Compressor Powered Helicopter
A Belgian company called Sagita earned attention at this year's Paris Air Show with its Sherpa mockup, a two-seat, 575-pound helicopter turning counter-rotating blades driven by a compressor system. The compressor is driven by a 130-hp powerplant. It takes air in at the rear of the fuselage and then splits its output, sending some air back to the engine and the rest through the powerplant's cooling system. After leaving the cooling system, that warmed air is then mixed with the engine's exhaust and sent to two turbines that directly drive each rotor. According to the company, the system is 85 percent efficient. And they've already set targets for production and price.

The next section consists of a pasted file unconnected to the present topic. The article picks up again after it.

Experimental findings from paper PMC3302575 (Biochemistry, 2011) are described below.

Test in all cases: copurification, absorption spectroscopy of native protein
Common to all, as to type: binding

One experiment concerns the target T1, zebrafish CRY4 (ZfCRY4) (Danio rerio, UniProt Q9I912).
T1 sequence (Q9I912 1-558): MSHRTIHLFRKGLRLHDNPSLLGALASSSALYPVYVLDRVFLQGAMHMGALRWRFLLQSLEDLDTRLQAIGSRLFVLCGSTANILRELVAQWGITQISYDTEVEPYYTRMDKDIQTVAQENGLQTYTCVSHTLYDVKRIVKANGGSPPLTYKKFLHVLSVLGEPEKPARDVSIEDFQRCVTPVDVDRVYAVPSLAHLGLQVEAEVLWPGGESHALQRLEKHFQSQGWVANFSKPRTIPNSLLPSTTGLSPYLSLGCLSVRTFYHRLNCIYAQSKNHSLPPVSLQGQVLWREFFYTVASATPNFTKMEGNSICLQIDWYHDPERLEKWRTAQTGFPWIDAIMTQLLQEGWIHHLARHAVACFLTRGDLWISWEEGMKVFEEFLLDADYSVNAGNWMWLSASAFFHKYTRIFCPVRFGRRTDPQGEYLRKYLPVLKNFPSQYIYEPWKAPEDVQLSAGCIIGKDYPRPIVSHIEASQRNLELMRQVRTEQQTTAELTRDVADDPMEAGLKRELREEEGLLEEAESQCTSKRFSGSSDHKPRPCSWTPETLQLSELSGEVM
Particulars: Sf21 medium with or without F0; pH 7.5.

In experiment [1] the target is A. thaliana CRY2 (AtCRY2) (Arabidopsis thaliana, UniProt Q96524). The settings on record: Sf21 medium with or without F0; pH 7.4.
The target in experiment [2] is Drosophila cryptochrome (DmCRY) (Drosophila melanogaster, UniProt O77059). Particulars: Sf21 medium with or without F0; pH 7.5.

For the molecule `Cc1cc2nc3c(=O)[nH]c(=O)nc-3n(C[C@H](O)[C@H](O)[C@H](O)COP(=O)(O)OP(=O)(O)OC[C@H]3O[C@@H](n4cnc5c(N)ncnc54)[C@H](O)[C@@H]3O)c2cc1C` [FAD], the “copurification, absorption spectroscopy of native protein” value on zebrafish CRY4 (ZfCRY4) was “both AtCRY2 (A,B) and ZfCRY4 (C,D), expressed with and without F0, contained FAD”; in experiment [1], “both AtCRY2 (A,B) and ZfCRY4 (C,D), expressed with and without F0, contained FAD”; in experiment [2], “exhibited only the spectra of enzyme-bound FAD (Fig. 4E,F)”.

The company hopes to fly the aircraft in two years and start delivering production models in three. It believes the offering will provide customers with a helicopter that is safer, simpler and easier to maintain than more traditional small piston-powered helicopters. Sagita says the Sherpa's transmission requires no lubrication or cooling. It believes that the Sherpa's simplicity and lower parts count will translate into cost savings and improved reliability for operators. In operation, the company projects the helicopter to be capable of carrying 287 pounds of useful load flying at an 85-knot cruise. Twenty-two gallons are expected to provide the aircraft with three hours endurance. Sagita has flown a 1/5 scale technology demonstrator and hopes to follow that with flights of a full-scale prototype sometime in 2015. If the aircraft makes it to market, Sagita says it is targeting a sale price near $200,000.